Tuesday, July 26, 2011

Letting someone else wash your feet (or your undies for that matter)

When was the last time you made yourself seriously vulnerable by putting your reputation, your money, your emotional stability on the line?

When I think about risky vulnerability, I think about apologising for something even when I think I'm more deserving of an apology. I think about asking, really asking for feedback. I think about loving someone who won't love me back.

I'm pretty good at vulnerability when it's on my terms (I will share x with you at the time I specify), but not when it's on others' terms (You want me to share x with you, right now?). I'm good at apologies that make it impossible for the other person not to forgive me (I'm really sorry for x, I really didn't mean it, and I know it hurt you. Hopefully you're not too mad at me). I'm good at asking for criticism in a way that puts myself down before the other person can, ultimately risking very little.

I'm hopeless at genuine vulnerability.

And there's a whole other genre of vulnerability I'm only just working out - the vulnerability of accepting unsolicited help and love from others.

In the last few months I've been gifted many things; coffees, accommodation, meals, a listening ear, hand-written letters, cards, financial support and many prayers. Even our neighbours recently gave us their vacuum cleaner for no reason.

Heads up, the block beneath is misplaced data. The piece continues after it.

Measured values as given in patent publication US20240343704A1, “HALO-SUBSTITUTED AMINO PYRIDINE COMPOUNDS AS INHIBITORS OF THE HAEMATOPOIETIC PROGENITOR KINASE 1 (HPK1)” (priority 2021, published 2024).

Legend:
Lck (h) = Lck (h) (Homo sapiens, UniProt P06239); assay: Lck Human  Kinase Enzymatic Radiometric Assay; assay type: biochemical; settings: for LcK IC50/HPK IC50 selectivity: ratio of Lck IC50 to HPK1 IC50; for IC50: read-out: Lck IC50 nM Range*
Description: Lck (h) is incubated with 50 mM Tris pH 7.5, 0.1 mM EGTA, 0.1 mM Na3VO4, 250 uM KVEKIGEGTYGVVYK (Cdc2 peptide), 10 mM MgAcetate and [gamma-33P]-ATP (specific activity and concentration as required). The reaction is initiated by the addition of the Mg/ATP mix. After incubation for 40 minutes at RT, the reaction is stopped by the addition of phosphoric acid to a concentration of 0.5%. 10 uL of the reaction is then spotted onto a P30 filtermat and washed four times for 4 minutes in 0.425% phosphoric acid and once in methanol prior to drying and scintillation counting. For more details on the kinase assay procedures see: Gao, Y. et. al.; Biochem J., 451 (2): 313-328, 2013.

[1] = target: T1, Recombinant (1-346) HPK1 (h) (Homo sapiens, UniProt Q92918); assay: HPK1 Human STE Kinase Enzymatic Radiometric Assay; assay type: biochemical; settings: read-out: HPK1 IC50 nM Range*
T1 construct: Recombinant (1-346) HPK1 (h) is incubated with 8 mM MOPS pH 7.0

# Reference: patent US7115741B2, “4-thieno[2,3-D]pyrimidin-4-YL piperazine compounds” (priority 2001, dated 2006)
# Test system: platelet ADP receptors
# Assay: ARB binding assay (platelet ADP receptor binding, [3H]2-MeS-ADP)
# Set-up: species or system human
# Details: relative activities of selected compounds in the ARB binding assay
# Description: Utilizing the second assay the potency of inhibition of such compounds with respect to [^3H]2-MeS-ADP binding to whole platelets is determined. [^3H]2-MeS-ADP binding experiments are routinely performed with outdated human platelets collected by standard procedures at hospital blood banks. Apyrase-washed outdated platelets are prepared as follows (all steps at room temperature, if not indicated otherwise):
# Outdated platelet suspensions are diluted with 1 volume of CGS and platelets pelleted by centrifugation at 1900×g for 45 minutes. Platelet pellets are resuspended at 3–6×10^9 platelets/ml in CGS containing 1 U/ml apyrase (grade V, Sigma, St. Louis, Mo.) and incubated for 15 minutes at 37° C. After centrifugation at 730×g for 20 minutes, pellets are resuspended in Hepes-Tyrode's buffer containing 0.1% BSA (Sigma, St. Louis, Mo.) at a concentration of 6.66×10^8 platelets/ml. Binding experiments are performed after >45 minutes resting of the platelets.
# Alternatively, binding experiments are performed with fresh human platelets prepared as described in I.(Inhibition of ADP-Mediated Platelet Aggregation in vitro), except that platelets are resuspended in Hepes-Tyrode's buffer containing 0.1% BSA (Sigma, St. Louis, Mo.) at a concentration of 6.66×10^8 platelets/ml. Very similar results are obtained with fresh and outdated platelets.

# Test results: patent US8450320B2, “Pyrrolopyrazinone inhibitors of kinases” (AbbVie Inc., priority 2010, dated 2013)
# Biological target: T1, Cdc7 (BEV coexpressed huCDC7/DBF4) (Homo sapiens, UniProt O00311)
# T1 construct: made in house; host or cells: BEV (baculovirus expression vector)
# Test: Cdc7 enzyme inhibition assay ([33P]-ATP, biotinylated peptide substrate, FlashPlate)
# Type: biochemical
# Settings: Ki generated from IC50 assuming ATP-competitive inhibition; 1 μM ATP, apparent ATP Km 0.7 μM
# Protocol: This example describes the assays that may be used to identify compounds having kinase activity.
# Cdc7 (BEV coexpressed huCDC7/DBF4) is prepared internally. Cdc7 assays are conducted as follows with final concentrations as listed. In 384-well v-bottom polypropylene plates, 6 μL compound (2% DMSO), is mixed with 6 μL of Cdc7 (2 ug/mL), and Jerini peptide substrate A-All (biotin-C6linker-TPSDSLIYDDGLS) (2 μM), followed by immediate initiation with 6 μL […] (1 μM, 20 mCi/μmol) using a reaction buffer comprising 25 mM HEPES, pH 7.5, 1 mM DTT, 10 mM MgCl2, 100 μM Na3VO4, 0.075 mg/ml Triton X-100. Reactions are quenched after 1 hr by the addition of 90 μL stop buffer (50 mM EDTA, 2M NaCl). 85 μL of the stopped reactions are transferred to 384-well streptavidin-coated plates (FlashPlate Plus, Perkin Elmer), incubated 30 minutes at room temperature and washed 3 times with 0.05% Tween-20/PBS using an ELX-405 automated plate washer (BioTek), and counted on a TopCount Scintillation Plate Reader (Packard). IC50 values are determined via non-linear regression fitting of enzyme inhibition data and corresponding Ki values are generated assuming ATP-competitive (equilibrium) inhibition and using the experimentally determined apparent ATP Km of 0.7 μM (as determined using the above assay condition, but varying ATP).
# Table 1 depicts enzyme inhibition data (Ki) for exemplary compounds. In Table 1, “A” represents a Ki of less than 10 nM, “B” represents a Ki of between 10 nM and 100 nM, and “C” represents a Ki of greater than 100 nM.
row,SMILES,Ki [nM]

You might expect my immediate response to these beautiful actions to be thankfulness. And it is, but intermingled with a strong sense of indebtedness to the person. Twisted, huh? Even getting a letter in the mail makes me feel slightly bad. My heart goes like this: "YAY a letter!. Wow, that person's so nice. I must to do something in return."

I always feel the need to pay the person back, to return the favour, to out-do their generosity. It becomes a challenge when you actually physically or financially can't. A friend of mine at church who recently came down with chronic fatigue says it's incredibly strange being on the receiving end of help all of a sudden, being the weak one, the helpless one.

But like her, in the midst of my guilt-complex, I'm learning about grace; the unmerited favour that rains down from above in the form of God-become-man; the salvation I did nothing to earn and do nothing to keep. I'm learning to let the beautiful, pure, almighty Jesus wash my filthy feet.

And I'm asking myself: Will I receive God's grace, full of wonder, awe and thankfulness or will I try to buy it with my worthless rags, cheapening it as I do?

What about you, do you struggle with accepting unsolicited love and help from others?

3 comments:

Thora and Dean said...

genuinely thought provoking post my friend. thanks

Kath said...

Thanks Soph. I was just thinking about this recently, too. I'm realising that I must seem a bit prickly and awkward sometimes when my friends try to love me. Your comments about our desire to repay people for their goodness to us are insightful. I do that, and you are right that it cheapens the gift.
Kath.

sophg said...

Isn't it funny how our prickliness can communicate thanklessness, when in fact we're almost overwhelmed by the generosity.